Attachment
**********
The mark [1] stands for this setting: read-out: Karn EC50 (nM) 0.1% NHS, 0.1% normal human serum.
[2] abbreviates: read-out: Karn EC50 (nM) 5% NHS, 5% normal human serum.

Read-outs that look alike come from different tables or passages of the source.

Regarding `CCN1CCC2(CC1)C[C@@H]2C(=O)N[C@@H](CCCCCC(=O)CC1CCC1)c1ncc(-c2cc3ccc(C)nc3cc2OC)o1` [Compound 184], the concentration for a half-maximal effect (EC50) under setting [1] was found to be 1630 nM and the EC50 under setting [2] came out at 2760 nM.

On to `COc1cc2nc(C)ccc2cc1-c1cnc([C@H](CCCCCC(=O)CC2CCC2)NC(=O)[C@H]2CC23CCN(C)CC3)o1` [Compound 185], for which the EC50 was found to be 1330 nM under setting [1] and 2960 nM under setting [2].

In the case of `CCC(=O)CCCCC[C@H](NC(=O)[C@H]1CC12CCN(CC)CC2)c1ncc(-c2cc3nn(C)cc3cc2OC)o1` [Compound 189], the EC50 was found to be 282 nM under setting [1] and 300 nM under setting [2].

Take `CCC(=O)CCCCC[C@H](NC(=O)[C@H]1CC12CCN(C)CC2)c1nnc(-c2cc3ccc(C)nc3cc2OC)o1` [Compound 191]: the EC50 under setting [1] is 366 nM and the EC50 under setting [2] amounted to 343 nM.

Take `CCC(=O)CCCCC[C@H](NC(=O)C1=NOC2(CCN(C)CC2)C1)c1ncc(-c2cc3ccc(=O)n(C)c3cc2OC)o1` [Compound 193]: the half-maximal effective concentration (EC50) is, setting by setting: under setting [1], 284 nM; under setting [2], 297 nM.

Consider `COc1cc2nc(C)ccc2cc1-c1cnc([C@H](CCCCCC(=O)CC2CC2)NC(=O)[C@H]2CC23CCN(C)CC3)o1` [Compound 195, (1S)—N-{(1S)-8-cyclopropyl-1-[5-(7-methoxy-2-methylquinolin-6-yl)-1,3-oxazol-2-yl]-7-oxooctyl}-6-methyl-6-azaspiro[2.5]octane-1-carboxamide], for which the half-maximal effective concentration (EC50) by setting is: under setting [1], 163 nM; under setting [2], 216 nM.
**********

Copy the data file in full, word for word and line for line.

The mark [1] stands for this setting: read-out: Karn EC50 (nM) 0.1% NHS, 0.1% normal human serum.
[2] abbreviates: read-out: Karn EC50 (nM) 5% NHS, 5% normal human serum.

Read-outs that look alike come from different tables or passages of the source.

Regarding `CCN1CCC2(CC1)C[C@@H]2C(=O)N[C@@H](CCCCCC(=O)CC1CCC1)c1ncc(-c2cc3ccc(C)nc3cc2OC)o1` [Compound 184], the concentration for a half-maximal effect (EC50) under setting [1] was found to be 1630 nM and the EC50 under setting [2] came out at 2760 nM.

On to `COc1cc2nc(C)ccc2cc1-c1cnc([C@H](CCCCCC(=O)CC2CCC2)NC(=O)[C@H]2CC23CCN(C)CC3)o1` [Compound 185], for which the EC50 was found to be 1330 nM under setting [1] and 2960 nM under setting [2].

In the case of `CCC(=O)CCCCC[C@H](NC(=O)[C@H]1CC12CCN(CC)CC2)c1ncc(-c2cc3nn(C)cc3cc2OC)o1` [Compound 189], the EC50 was found to be 282 nM under setting [1] and 300 nM under setting [2].

Take `CCC(=O)CCCCC[C@H](NC(=O)[C@H]1CC12CCN(C)CC2)c1nnc(-c2cc3ccc(C)nc3cc2OC)o1` [Compound 191]: the EC50 under setting [1] is 366 nM and the EC50 under setting [2] amounted to 343 nM.

Take `CCC(=O)CCCCC[C@H](NC(=O)C1=NOC2(CCN(C)CC2)C1)c1ncc(-c2cc3ccc(=O)n(C)c3cc2OC)o1` [Compound 193]: the half-maximal effective concentration (EC50) is, setting by setting: under setting [1], 284 nM; under setting [2], 297 nM.

Consider `COc1cc2nc(C)ccc2cc1-c1cnc([C@H](CCCCCC(=O)CC2CC2)NC(=O)[C@H]2CC23CCN(C)CC3)o1` [Compound 195, (1S)—N-{(1S)-8-cyclopropyl-1-[5-(7-methoxy-2-methylquinolin-6-yl)-1,3-oxazol-2-yl]-7-oxooctyl}-6-methyl-6-azaspiro[2.5]octane-1-carboxamide], for which the half-maximal effective concentration (EC50) by setting is: under setting [1], 163 nM; under setting [2], 216 nM.